Some of the more common process cooling applications such as those used in coal and natural-gas power plants use centrifugal process chillers to liquefy steam into water. This application requires a refrigerant to operate down to, but not below, 32˚F (0˚C). Because this is not a low-temperature application, R-134A (an HFC), R-22 and R-123 (both HCFCs) are the main refrigerants used in this process.

These types of industrial systems normally contain 5,000 to 20,000 lb of refrigerant. In most cases, mechanical contractors have service agreements in place to maintain these refrigeration systems. Intensive preventive maintenance programs are performed on these chillers to ensure that they run at peak capacity and that their lifecycles are maximized.

During routine maintenance, refrigerants are replaced if any contaminants are found circulating in the systems. Contaminants such as oil, high water content, acid, metal content, mixed gases and other noncondensable particulates can erode equipment components and affect heat-transfer capacities. The contaminated supply can lead to higher energy consumption and can be detrimental to a plant’s bottom line.

The Three Rs of Green Refrigeration

It is in routine maintenance programs that plant engineers need to know the three Rs of green refrigeration: recovery, recycling and reclamation.

Recovery.Refrigerant recovery occurs when a refrigerant is completely removed from the chiller or equipment, regardless of its purity or contamination level, and is stored in temporary cylinders or containers without being tested or processed further. This method is used on a regular basis during planned outages and plant shutdowns. It also is used when a refrigerant is being phased out of the industrial process and is being replaced with another refrigerant.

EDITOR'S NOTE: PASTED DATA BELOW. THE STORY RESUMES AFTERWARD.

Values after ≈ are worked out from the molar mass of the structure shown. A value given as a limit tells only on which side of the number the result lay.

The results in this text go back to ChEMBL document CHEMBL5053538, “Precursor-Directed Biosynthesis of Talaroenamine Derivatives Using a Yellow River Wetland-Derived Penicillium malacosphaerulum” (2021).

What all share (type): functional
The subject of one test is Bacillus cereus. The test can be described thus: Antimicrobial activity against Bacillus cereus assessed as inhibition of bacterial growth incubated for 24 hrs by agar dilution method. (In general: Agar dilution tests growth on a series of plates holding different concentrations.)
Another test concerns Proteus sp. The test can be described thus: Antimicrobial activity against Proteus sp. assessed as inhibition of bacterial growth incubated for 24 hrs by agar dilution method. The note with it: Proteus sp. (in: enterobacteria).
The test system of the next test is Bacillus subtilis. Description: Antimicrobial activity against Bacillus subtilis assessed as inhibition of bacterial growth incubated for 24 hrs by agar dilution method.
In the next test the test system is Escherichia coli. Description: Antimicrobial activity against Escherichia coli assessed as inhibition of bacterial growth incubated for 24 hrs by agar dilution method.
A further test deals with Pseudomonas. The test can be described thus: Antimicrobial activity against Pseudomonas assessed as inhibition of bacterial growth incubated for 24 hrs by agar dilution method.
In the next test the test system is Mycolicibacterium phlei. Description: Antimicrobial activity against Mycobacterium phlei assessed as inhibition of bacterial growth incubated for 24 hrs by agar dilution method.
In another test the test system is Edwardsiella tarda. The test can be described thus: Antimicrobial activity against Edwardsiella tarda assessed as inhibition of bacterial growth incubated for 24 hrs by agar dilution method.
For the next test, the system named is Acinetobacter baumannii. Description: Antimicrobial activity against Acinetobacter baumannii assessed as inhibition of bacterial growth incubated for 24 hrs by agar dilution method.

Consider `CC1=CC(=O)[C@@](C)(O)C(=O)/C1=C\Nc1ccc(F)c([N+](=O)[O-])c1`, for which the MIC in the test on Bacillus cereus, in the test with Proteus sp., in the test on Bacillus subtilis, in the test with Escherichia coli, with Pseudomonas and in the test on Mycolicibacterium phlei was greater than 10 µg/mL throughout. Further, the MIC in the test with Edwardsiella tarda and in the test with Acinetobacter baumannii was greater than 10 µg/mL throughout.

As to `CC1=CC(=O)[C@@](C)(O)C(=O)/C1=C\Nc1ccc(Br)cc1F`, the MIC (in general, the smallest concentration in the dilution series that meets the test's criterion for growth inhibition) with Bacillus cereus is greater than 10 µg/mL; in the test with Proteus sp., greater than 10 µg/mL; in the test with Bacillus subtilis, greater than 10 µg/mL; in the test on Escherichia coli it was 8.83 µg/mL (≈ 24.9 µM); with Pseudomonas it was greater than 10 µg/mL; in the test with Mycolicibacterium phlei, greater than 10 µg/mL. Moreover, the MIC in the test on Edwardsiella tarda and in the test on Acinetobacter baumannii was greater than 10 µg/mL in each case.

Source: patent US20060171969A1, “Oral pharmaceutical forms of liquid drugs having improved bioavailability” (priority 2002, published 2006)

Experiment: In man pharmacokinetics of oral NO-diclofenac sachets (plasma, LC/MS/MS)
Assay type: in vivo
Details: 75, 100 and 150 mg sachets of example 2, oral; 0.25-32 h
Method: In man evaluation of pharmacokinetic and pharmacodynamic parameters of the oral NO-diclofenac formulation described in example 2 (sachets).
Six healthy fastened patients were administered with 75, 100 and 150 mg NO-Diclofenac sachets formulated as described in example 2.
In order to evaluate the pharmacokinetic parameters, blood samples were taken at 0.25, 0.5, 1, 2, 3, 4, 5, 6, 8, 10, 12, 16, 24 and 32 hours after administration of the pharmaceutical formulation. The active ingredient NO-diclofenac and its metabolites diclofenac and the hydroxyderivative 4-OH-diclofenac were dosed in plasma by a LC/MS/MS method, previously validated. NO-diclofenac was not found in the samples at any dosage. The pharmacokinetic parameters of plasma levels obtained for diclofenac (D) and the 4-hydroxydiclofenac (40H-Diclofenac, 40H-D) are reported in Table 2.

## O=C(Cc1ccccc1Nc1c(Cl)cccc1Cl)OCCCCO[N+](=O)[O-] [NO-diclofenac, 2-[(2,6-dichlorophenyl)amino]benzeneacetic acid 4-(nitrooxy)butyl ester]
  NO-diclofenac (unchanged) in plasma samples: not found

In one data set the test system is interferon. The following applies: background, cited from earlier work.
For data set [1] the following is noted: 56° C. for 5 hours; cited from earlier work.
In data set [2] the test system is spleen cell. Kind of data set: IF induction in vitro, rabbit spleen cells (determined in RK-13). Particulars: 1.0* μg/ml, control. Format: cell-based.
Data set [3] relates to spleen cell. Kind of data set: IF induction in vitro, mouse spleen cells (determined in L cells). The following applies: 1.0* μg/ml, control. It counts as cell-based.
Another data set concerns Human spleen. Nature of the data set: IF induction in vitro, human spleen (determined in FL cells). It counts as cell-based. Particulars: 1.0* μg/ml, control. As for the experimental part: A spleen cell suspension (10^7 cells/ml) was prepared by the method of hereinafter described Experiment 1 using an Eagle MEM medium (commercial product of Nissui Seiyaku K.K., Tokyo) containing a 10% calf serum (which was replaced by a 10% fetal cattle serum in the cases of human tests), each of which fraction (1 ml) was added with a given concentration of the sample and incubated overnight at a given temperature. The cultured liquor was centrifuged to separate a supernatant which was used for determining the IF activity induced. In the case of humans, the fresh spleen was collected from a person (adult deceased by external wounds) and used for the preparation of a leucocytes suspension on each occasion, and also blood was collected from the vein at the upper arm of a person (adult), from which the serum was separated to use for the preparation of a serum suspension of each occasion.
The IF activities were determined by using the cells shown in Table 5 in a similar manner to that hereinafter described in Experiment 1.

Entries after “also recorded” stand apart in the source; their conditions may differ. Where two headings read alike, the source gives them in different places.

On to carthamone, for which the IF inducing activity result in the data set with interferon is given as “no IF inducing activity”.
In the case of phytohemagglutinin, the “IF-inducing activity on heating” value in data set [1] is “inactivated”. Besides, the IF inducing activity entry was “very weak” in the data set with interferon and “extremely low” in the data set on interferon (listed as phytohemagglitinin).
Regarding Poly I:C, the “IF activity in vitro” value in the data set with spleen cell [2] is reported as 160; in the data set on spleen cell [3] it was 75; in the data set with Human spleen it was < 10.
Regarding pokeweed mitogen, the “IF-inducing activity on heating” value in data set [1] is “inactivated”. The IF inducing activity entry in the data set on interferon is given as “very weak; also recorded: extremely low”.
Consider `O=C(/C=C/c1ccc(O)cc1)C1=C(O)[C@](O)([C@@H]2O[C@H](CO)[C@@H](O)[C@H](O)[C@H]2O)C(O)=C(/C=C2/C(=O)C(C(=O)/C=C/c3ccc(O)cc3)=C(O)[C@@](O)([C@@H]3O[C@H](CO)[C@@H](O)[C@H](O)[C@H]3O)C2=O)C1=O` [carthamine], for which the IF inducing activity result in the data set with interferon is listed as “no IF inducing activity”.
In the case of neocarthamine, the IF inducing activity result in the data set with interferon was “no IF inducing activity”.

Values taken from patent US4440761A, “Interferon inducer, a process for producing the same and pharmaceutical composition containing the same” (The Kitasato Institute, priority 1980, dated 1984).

Refrigerant recovery can be performed by the plant engineers, but often the equipment they use is slow in comparison to the equipment used by full-service refrigerant services providers. High-speed recovery equipment can recover refrigerant at rates above 12,000 lb/hr.

Recycling.It is possible to extract specific contaminants from refrigerants and recycle the refrigerant in the equipment without meeting all of the specified Air-Conditioning and Refrigeration Institute (ARI) requirements for reclamation. Typically cleaned using oil separation, recycled refrigerants will require one or more passes through filtration devices such as replaceable-core filter-dryers to remove common contaminants, including moisture, acidity and particulate matter. This procedure might remove some of the contaminants from the refrigerant and the chiller.

Reclamation.When a refrigerant is reclaimed, engineers can consider it as good as new. In the reclamation process, refrigerant is removed from a chiller or other equipment and placed in temporary containers. Contaminants such as oil and acid are removed by reclamation equipment, and the refrigerant is reprocessed and analyzed to purity levels outlined in the ARI Standard 700-1995 specifications for fluorocarbon refrigerants.

Typically, reclamation services require the use of specialized equipment and are performed off-site; however, some full-service refrigerant reclamation companies are equipped to do the work on-site, which saves plant engineers time and effort. Another benefit to having the work performed on-site is that the refrigerant never leaves the facility, which reduces liability to the facility owner.